Stop thinking that you have to wait until you fall in love with a person to find happily-ever-after. Love is a choice that you can make or ignore.
Since I started getting into mature relationships, I’ve been under the impression that love is a choice. I make sacrifices. I agree to compromise. I understand when to back down in a fight. BUT, I’ve also refused to give in to demands. I’ve rejected any contradiction to my beliefs. I’ve looked down on anything less than what I thought I deserved.
So, I asked myself, “Did I really choose to be in love?” The answer is yes and no. Yes, because, for some people, I was willing to do whatever it took to stay in love. No, because there were others to whom I did not give the same chances when it came to love.
On the opposite side of it all, the people who did not stay with me made a choice as well. They didn’t choose to work on loving me. And I couldn’t fault them for that. Nobody truly teaches us how to love. We go with our gut, and when our gut says no, we jump ship.
But are we really supposed to go with whatever our gut tells us? Unfortunately, gut feelings don’t always work when you’re already in a relationship. What works, however, are the decisions you make once you’ve committed to someone. The bottom line? Love is a choice you make, not a gut feeling you continuously follow.
Why do people choose to be in love?
Once, I asked my friend, “Why did you choose to stay with your current boyfriend? Is he ‘The One’ you were always looking for?” I was surprised at her answer because it was far from what we’d always talked about while we were growing up. Here’s what she said:
“I’m not sure if he’s the one, but I’m in a mature relationship now. I choose to work on the things I don’t like about the relationship, and I expect the same out of him.”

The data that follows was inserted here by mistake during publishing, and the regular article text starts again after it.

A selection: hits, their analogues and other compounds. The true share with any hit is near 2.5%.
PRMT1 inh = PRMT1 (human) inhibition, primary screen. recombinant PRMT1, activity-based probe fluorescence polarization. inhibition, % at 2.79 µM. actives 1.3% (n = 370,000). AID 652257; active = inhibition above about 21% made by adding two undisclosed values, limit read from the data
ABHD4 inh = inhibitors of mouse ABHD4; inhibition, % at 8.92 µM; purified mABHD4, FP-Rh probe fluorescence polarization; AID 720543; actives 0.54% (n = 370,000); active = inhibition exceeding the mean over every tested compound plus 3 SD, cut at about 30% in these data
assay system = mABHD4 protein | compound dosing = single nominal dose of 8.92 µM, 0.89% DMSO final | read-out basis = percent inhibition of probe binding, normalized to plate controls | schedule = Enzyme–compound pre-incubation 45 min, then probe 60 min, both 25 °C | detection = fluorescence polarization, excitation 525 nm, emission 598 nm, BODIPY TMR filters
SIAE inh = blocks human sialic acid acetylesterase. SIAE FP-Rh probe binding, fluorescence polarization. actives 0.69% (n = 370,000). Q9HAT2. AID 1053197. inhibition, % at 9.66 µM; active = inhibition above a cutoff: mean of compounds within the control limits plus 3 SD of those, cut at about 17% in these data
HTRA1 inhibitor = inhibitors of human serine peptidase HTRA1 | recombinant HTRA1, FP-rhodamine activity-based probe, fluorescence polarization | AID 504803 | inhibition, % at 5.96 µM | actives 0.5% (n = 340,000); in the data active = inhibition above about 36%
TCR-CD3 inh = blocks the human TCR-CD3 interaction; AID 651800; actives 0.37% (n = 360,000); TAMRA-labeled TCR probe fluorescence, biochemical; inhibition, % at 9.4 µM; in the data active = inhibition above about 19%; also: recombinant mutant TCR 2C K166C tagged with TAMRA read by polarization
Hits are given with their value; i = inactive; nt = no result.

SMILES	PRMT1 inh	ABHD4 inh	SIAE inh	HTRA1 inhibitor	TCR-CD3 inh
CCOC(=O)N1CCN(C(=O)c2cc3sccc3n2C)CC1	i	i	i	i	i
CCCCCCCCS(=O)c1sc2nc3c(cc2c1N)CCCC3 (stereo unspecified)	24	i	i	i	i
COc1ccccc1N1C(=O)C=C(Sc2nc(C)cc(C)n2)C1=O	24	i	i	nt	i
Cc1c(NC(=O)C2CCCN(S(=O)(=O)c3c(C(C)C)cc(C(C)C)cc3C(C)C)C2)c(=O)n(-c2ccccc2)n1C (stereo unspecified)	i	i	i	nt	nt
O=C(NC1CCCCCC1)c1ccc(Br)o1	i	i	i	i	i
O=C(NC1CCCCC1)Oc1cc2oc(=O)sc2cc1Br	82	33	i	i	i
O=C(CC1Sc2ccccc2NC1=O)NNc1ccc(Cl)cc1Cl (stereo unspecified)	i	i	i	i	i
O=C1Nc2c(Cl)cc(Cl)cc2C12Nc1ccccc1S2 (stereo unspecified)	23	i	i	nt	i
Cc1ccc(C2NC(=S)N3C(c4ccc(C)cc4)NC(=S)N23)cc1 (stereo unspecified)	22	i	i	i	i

It wasn’t a mind-blowing revelation, but it was enough to make me reconsider the choices I had made in the past.
I’ve dated guys whom I really liked, but ended the relationship because there were parts of it that I didn’t like. What was wrong with the ones I didn’t choose? Nothing, really. Nothing at all. The fact that I went out with them at all showed that I was attracted to them.
Unfortunately, there was always something that made me reconsider my future with them. At times, it was something small, like a personality quirk that I couldn’t understand. Other times, it was huge, like an inherent clash of morals and values. Basically, most of those budding relationships I’ve had failed because I observed one or two deal-breakers.
Why do deal-breakers affect our choice to be in love?
When it comes to dating, we talk about deal-breakers as if we’re discussing abusive tendencies, bigoted mindsets, or abhorrent personalities. The truth is, however, that a lot of us are in the business of considering shallower traits as deal-breakers.
For example, height. Not wanting to date a girl who’s taller or a guy who’s shorter. Here’s another one: career. Not wanting to date someone who earns less or someone who earns more. Family background. Not wanting to date someone who didn’t have the same upbringing as you. Political choices. Not wanting to date someone who believes in something else as you. Religious differences. Not wanting to date someone who prays for something differently than you. They’re all considered deal-breakers by one person or another.